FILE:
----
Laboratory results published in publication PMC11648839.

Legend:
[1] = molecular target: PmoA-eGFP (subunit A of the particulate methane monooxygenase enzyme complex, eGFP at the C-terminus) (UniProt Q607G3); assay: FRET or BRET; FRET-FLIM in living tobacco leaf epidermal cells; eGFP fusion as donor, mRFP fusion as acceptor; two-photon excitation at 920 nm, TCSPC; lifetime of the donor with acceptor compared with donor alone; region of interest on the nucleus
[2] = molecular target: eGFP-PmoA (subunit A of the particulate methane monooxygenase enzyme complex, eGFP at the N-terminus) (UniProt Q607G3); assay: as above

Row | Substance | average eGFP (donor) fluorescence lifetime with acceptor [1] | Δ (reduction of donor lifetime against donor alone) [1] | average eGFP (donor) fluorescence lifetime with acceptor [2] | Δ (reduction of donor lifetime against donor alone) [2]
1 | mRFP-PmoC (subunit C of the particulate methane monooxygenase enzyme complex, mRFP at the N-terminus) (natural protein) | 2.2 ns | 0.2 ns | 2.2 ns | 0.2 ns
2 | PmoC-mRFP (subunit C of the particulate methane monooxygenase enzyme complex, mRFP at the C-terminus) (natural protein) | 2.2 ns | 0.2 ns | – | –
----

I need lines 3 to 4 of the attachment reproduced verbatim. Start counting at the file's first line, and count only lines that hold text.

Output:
[1] = molecular target: PmoA-eGFP (subunit A of the particulate methane monooxygenase enzyme complex, eGFP at the C-terminus) (UniProt Q607G3); assay: FRET or BRET; FRET-FLIM in living tobacco leaf epidermal cells; eGFP fusion as donor, mRFP fusion as acceptor; two-photon excitation at 920 nm, TCSPC; lifetime of the donor with acceptor compared with donor alone; region of interest on the nucleus
[2] = molecular target: eGFP-PmoA (subunit A of the particulate methane monooxygenase enzyme complex, eGFP at the N-terminus) (UniProt Q607G3); assay: as above